Here's a challenging activity to test how much your students know about the political position of the main UK parties. Inspired by the research and information available from The Political Compass website, it asks students to place the parties on a grid. The horizontal axis is the usual economic left or right but the vertical axis is based upon the level of how authoritarian or libertarian the party's policies might be.
Having placed the parties on the grid (printed off from the Powerpoint resource), the teacher can then enter each team's response and give them a score out of 100 (the closer the student answers are to the positions stated by The Political Compass website, the higher their score).read more...»
Whilst the vast majority of political media coverage outside of election periods focuses on the main UK political parties, it is still worth it for students and teaching colleagues to keep track of activity on the outer fringes of the political spectrum.read more...»
Can you do better than Rory?
With party conference season in full swing I thought of a good teaching and learning exercise on political parties after watching Rory Weal’s speech in Liverpool yesterday. It is essentially a combination of student tasks that I would do on party ideologies at AS anyway, with what candidates in mock elections would be doing in school. But this year we have a standard to beat. Personally I thought Rory delivered a great speech and clearly does not merit most of the flak that he has received from the kind of obviously unhinged people who post comments on YouTube.
If you have yet to see the speech, here is the BBC clip.read more...»
I frequently get asked for an easy to understand guide to the UK political system. Until recently I lacked an adequate answer. But BBC’s Democracy Live page has a whole host of simple guides to UK institutions. Useful for citizenship, lower school PSHE (for teachers and pupils) and those new to AS looking to do a bit of home research.
On Twitter I have been posting links to news stories that are an essential daily read for students of Politics that I have come across as part of my personal reading on the web.
This type of heads up on what is in the news is not a substitute for students doing their own reading, but I know that for many students it is the case that there is so much information freely available on the web that it is not always easy to discriminate between items in terms of their direct relevance to the syllabus. This is where the posts are supposed to fill the gap. Just a couple of links each day, and if students have time to read more then they can use these stories as a starting point for further browsing.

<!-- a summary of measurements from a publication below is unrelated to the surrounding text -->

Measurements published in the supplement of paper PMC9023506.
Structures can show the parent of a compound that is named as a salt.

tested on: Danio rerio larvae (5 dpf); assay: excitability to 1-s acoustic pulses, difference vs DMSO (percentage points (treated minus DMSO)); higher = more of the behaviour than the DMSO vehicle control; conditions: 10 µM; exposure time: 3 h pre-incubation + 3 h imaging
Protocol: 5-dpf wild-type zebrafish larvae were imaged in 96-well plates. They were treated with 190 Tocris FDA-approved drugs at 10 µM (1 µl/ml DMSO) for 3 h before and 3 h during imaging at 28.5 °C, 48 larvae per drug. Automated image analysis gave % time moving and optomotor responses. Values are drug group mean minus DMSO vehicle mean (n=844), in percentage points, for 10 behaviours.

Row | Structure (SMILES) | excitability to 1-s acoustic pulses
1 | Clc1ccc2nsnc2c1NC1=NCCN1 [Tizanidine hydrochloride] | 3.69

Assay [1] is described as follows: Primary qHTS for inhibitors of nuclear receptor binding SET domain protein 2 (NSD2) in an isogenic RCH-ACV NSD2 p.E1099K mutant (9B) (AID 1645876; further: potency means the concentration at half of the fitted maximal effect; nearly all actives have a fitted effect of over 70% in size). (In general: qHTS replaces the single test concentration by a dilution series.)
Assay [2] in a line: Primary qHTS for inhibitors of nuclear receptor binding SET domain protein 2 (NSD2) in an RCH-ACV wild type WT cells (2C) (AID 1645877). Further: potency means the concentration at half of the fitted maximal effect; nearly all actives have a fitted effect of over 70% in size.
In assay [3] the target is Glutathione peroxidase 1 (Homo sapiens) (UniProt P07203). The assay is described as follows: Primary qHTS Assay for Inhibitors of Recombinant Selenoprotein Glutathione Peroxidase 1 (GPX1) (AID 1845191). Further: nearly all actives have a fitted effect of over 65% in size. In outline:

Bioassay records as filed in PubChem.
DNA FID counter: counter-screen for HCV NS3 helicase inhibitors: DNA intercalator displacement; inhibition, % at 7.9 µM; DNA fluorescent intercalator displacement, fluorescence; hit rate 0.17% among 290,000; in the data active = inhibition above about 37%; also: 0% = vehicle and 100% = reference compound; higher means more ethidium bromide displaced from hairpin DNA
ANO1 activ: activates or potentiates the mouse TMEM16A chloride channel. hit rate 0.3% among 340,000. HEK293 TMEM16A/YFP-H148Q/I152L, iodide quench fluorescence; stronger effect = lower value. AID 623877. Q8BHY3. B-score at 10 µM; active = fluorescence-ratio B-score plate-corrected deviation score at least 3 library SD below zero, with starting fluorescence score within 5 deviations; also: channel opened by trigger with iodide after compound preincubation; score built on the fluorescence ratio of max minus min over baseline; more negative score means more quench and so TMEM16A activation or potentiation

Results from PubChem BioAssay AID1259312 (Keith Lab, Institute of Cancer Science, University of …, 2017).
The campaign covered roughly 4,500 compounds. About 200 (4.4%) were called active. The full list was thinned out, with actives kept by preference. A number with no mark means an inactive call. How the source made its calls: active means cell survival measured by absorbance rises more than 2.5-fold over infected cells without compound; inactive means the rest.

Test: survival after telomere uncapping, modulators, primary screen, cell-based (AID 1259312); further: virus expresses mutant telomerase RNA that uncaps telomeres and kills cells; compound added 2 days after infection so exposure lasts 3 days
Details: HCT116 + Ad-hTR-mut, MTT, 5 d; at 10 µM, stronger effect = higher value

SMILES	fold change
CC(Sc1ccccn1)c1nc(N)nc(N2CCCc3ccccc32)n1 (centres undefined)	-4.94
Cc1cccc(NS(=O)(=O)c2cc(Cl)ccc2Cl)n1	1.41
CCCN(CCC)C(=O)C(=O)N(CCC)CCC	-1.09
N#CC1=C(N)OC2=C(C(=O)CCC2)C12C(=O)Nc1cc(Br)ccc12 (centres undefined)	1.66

My students have already said they find it useful, and I hope more can.
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As apathy upon wave of apathy has been heaped on the AV referendum debate, I thought I’d share with you a leader from the Times yesterday, urging voters to vote against. I don’t necessarily share the preference against, but it’s a useful addition to the compendium of material on electoral systems that teachers may have accumulated over the past several months. The strength of the argument presented, however, relates to the more glaring weaknesses in our government furniture. That said, it is likely that a wider debate on our constitution would stir up as much interest as the one focusing on this narrow feature of it.read more...»
I think I blogged on this previously, but here is a reminder of a neat little exercise for teachers and students. It doesn’t take long, and proved highly popular with my students last year.
We all know lessons Friday after lunch are a necessary evil. But if this doesn’t get discussion going for students of politics…?
This November, it is widely expected that Americans will go to the polls to deliver a quasi-referendum on Barack Obama’s tenure in the White House. Though in many ways voters will equally be delivering a general anti-government protest given that the GOP is slightly more unpopular than the Democrats. But also on the same day Californians will go to the polls to deliver a verdict on whether Marijuana should effectively be decriminalised.
This is an excellent case study which can be used to toss around the for and against points in respect of direct democracy:
Are voters sufficiently well informed?
Does it lead to the tyranny of the majority - or even the tyranny of the minority, if you don’t feel that Mill’s point had any validity (and some don’t)
Can finance skew the issue?
Can complex issues be reduced to simple binary options?
And if nothing else, what about a general discussion of the legality of cannabis use? Andrew Sullivan doesn’t think a vote in favour of Prop 19 would be the worst thing that west coasters have ever done.read more...»
I wonder if this clip by Tim Harford will provoke debate among students about race, whether in the UK or the USA.
The BBC has launched a new online service that should make tracking politics on film easier.
There’s also a very useful section on the various governing institutions, what powers they have, and so forth.
I also came across a section on the online archives on Mrs Thatcher. Lots of clips and Panorama interviews that I once stored on VHS tapes.